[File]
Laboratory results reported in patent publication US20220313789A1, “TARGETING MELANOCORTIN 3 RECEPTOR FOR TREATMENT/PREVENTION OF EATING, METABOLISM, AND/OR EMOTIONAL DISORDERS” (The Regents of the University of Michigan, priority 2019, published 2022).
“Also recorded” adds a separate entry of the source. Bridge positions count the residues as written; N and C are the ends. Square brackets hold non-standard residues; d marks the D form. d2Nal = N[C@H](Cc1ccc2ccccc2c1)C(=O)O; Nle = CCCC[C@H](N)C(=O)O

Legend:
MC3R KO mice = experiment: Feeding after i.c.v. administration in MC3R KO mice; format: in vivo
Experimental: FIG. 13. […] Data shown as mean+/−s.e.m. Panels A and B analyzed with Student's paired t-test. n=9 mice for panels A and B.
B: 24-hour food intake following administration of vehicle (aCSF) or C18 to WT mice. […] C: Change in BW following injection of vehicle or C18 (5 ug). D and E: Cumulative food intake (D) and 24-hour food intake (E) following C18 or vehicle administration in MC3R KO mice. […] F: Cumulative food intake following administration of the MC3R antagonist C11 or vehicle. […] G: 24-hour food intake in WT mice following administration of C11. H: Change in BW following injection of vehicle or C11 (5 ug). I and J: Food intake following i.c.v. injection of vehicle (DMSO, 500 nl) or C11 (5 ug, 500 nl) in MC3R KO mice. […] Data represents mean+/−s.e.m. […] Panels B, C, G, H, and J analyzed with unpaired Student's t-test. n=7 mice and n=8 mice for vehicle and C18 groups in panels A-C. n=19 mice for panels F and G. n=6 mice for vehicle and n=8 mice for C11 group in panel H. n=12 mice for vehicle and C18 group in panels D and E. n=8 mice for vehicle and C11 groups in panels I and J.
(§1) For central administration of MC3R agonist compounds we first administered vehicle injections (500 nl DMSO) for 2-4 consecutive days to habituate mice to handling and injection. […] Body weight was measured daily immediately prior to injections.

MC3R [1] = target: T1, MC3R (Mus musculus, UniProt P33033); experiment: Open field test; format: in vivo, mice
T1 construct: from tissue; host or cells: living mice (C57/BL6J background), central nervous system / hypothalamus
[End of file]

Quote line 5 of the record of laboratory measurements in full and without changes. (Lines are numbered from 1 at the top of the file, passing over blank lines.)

Experimental: FIG. 13. […] Data shown as mean+/−s.e.m. Panels A and B analyzed with Student's paired t-test. n=9 mice for panels A and B.